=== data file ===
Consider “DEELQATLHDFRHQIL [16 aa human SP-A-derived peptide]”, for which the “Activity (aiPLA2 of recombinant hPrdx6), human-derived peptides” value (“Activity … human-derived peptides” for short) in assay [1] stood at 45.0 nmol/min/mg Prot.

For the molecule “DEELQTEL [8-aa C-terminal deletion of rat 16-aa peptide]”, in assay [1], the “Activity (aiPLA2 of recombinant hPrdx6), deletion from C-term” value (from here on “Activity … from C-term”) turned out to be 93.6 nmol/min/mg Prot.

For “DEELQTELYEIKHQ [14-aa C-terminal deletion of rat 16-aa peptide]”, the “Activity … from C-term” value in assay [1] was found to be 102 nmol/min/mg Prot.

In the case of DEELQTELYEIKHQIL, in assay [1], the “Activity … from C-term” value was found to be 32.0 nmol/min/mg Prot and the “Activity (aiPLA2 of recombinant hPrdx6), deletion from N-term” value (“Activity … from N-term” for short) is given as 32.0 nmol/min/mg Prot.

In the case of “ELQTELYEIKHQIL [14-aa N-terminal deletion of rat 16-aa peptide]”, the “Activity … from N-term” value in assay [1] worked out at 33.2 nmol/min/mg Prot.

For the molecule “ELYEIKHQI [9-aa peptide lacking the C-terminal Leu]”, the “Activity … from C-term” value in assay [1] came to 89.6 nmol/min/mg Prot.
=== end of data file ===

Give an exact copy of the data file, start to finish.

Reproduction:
Consider “DEELQATLHDFRHQIL [16 aa human SP-A-derived peptide]”, for which the “Activity (aiPLA2 of recombinant hPrdx6), human-derived peptides” value (“Activity … human-derived peptides” for short) in assay [1] stood at 45.0 nmol/min/mg Prot.

For the molecule “DEELQTEL [8-aa C-terminal deletion of rat 16-aa peptide]”, in assay [1], the “Activity (aiPLA2 of recombinant hPrdx6), deletion from C-term” value (from here on “Activity … from C-term”) turned out to be 93.6 nmol/min/mg Prot.

For “DEELQTELYEIKHQ [14-aa C-terminal deletion of rat 16-aa peptide]”, the “Activity … from C-term” value in assay [1] was found to be 102 nmol/min/mg Prot.

In the case of DEELQTELYEIKHQIL, in assay [1], the “Activity … from C-term” value was found to be 32.0 nmol/min/mg Prot and the “Activity (aiPLA2 of recombinant hPrdx6), deletion from N-term” value (“Activity … from N-term” for short) is given as 32.0 nmol/min/mg Prot.

In the case of “ELQTELYEIKHQIL [14-aa N-terminal deletion of rat 16-aa peptide]”, the “Activity … from N-term” value in assay [1] worked out at 33.2 nmol/min/mg Prot.

For the molecule “ELYEIKHQI [9-aa peptide lacking the C-terminal Leu]”, the “Activity … from C-term” value in assay [1] came to 89.6 nmol/min/mg Prot.